I'm doing a research and using random variables to model a random process. I'm defining a Bernoulli random variable as a product of several other Bernoulli variables (three or more). So, I have the following as the expectation:


I cannot assume the independence of the variables $X_i$ for any $i$. The issue is to find a correct formula for the expectation to consider the correlation of the variables $X_2$ to $X_4$. I know that for a product of two variables, I can have: $E[X_2X_3]=E[X_2]E[X_3] + Cov(X_2,X_3)$. But this covariance will be a matrix in case of three or more variables. Then, how would one compute a value for $E[X_1]$?

I appreciate if somebody can help with this or point me to a good resource (e.g. book).


Well, $X_1 = 1$ only when $X_2 = X_3 = X_4 = 1$ and is $0$ otherwise, therefore

$$E(X_1) = P(X_2 = 1, X_3 = 1, X_4 = 1)$$

As @leonbloy mentions, knowledge of the correlations and marginal success probabilities is not sufficient for calculating $E(X_1)$, but it can be written in terms of the conditional probabilities; using the definition of conditional probability,

$$ E(X_1) = P(X_2 = 1, X_3 = 1 | X_4 = 1) \cdot P(X_4 = 1) $$

and $P(X_2 = 1, X_3 = 1 | X_4 = 1)$ can be similarly decomposed as

$$ P(X_2 = 1 | X_3 = 1, X_4 = 1) \cdot P(X_3 = 1 | X_4 = 1) $$


$$E(X_1) = P(X_2 = 1 | X_3 =1, X_4 = 1) \cdot P(X_3 =1 | X_4 = 1) \cdot P(X_4 = 1)$$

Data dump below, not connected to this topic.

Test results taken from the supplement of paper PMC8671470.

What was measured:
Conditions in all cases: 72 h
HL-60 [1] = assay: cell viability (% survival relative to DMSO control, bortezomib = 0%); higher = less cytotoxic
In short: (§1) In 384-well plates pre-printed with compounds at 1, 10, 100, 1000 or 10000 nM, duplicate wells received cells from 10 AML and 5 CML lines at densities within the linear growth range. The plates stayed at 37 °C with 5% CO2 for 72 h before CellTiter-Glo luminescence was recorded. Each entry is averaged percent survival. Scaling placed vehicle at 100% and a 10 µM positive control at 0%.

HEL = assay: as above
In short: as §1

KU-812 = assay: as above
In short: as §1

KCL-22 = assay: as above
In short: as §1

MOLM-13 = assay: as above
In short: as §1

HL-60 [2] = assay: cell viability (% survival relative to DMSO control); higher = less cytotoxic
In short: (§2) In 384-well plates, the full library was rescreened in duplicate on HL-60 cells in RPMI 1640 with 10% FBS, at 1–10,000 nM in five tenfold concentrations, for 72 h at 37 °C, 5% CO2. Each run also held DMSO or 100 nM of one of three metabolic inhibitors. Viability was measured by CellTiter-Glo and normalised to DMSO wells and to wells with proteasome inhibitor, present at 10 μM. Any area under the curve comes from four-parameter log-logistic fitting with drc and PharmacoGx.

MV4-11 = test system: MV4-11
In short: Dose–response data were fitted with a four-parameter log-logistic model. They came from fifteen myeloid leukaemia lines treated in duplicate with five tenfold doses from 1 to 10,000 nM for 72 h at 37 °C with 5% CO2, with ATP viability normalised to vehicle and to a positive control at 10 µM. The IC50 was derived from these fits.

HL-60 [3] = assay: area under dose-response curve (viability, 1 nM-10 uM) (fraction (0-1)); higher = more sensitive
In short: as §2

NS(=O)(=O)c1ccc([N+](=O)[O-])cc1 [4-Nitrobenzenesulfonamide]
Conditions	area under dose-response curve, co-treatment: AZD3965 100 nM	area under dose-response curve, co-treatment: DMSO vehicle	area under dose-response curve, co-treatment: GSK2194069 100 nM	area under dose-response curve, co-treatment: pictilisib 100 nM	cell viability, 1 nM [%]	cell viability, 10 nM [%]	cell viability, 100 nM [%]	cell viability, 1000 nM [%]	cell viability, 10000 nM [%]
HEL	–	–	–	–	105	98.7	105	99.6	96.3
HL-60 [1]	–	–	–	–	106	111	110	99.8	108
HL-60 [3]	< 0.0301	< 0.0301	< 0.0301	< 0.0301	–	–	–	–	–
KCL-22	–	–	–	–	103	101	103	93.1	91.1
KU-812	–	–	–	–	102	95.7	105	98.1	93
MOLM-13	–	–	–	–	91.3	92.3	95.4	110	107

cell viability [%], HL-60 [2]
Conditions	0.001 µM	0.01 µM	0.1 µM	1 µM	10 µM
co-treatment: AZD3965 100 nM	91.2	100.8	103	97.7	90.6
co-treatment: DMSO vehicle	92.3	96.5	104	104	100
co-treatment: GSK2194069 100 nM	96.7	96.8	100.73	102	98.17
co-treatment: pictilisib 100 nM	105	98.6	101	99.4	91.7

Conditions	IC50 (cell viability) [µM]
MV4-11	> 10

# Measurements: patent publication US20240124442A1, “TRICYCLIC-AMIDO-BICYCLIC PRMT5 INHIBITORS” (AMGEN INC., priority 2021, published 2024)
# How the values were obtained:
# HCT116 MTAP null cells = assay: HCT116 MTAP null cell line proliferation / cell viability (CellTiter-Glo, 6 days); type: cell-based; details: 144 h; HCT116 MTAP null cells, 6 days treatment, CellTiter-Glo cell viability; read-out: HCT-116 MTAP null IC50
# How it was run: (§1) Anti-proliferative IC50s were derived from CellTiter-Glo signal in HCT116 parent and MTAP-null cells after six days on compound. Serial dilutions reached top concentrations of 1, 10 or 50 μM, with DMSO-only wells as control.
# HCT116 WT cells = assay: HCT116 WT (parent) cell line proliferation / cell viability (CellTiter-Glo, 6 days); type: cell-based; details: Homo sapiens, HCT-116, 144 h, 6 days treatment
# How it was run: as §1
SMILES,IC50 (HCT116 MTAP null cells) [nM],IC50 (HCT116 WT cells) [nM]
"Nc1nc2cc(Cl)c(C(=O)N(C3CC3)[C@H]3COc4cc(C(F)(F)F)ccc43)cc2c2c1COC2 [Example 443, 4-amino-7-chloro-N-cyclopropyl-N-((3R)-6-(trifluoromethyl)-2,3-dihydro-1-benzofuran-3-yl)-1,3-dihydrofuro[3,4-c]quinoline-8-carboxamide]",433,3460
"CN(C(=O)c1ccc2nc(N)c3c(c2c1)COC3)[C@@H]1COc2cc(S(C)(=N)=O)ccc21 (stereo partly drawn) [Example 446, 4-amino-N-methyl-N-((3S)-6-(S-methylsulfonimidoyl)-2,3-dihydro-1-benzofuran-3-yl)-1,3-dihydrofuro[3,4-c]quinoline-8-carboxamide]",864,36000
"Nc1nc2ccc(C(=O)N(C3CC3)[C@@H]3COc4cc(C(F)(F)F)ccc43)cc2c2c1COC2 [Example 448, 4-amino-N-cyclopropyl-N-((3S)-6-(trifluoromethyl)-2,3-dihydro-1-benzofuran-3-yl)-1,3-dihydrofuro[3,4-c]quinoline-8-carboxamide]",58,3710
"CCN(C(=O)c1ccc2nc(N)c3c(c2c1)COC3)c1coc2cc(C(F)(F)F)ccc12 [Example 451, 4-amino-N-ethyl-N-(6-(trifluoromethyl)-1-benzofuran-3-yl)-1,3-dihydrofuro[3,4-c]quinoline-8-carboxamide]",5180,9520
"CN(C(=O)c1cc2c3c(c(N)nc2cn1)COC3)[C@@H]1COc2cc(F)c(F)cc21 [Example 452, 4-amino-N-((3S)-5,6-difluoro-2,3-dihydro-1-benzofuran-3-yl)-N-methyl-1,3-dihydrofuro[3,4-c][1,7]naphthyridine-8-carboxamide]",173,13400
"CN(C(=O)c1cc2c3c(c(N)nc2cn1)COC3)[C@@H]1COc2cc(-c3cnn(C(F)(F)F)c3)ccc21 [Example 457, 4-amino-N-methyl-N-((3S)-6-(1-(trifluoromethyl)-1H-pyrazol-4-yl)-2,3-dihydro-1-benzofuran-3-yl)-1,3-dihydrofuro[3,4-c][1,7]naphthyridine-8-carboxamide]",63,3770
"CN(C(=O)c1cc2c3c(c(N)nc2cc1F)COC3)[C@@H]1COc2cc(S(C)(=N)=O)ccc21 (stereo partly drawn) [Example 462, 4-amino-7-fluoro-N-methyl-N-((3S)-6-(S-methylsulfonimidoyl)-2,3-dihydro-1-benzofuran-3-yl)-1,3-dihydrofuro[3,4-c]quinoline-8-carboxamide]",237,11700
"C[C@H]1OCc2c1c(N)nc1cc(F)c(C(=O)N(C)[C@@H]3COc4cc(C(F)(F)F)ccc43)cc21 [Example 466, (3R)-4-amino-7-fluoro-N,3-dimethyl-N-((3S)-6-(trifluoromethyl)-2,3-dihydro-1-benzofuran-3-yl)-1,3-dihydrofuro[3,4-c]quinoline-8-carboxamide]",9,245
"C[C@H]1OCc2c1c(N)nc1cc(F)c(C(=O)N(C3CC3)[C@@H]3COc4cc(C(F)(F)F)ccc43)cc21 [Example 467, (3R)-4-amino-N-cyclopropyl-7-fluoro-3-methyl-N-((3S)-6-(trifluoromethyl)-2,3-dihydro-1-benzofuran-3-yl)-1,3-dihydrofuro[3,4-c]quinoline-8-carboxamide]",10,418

Explicit calculation of $E(X_1)$ will require more information about the joint distribution of $(X_2,X_3,X_4)$. The above expression makes sense intuitively - the probability that three dependent Bernoulli trials are successes is the probability that the first is a success, and the second one is a success given the first, and the third is a success given that the first two are. You could equivalently interchange the roles of $X_2, X_3, X_4$.

  • $\begingroup$ I see what you mean. Since we have $E[X_1]=P(X_1=1)$, we can use conditional probabilities to define $E[X_1]$. In fact, I'm trying to form a general case not limited to a product of three variables; $X = \prod X_i$ for some $i$. I was hopping to find a formulation in terms of a covariance/correlation. But I think I stick to what you suggested. Thanks! $\endgroup$
    – hsnm
    May 27 '12 at 16:36

From your definition, the expectation of $X_1$ is given by third cross moment of the variables $X_2,X_3,X_4$, which, in general is not reducible to their correlations (second moment), unless you put some other conditions (or unless I've missed something).

Regarding general formulation of a multivariate Bernoulli variable, perhaps you find this answer useful.

  • $\begingroup$ +1. Yes but it is expressible in terms of the conditional correlations, knowledge of which would require more information about the association structure. $\endgroup$
    – Macro
    May 26 '12 at 18:10
  • $\begingroup$ This statement is true, but it takes a little work to show, because the situation is not a general one. For instance, the entire joint distribution of three Bernoullis is determined by just eight probabilities. They sum to unity and knowing their expectations and correlations gives six more linearly independent pieces of information: seven pieces of information in all. Your assertion amounts to saying that no single probability can be uniquely determined from these seven pieces of information. $\endgroup$
    – whuber
    May 26 '12 at 20:30
  • $\begingroup$ @whuber I'm giving an example in the description. In fact, I need a general case. $\endgroup$
    – hsnm
    May 27 '12 at 16:37
  • $\begingroup$ @leonbloy What do you mean by some other conditions? Can you elaborate more? Thanks. $\endgroup$
    – hsnm
    May 27 '12 at 16:38

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